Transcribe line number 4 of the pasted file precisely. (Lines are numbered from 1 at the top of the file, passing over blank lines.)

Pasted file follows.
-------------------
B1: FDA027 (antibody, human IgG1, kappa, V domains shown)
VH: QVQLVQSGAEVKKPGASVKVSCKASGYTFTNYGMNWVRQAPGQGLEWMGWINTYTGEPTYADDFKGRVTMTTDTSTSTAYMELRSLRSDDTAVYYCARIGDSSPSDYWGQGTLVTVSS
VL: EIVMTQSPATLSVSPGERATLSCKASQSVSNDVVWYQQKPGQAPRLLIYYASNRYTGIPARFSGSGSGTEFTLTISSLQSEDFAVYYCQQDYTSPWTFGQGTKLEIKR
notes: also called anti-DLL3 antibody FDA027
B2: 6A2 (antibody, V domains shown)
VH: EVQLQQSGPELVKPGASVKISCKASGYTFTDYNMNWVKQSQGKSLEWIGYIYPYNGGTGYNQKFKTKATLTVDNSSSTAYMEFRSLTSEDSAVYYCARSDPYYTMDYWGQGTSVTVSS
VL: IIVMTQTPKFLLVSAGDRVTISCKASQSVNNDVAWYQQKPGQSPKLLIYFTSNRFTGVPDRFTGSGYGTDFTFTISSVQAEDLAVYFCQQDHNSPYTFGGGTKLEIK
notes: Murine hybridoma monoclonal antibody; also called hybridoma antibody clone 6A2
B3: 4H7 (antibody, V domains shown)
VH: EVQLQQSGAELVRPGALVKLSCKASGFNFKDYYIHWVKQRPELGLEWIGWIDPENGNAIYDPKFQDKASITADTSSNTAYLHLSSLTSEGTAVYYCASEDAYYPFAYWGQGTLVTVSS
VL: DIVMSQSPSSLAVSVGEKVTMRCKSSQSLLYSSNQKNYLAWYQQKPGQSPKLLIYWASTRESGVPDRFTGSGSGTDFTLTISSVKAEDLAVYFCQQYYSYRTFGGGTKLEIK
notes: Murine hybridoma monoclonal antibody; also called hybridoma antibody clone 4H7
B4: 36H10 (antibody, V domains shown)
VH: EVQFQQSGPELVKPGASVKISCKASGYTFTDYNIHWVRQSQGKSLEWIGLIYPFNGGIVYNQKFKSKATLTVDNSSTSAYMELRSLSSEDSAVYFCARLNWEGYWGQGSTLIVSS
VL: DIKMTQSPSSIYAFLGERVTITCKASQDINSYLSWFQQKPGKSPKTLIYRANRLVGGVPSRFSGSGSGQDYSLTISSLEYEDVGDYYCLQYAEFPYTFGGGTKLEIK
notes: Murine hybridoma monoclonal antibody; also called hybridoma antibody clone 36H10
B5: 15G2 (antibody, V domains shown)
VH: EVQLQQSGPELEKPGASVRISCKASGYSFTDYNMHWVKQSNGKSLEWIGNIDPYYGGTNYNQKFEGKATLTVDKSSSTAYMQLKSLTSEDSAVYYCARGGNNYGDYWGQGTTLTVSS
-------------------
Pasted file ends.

notes: also called anti-DLL3 antibody FDA027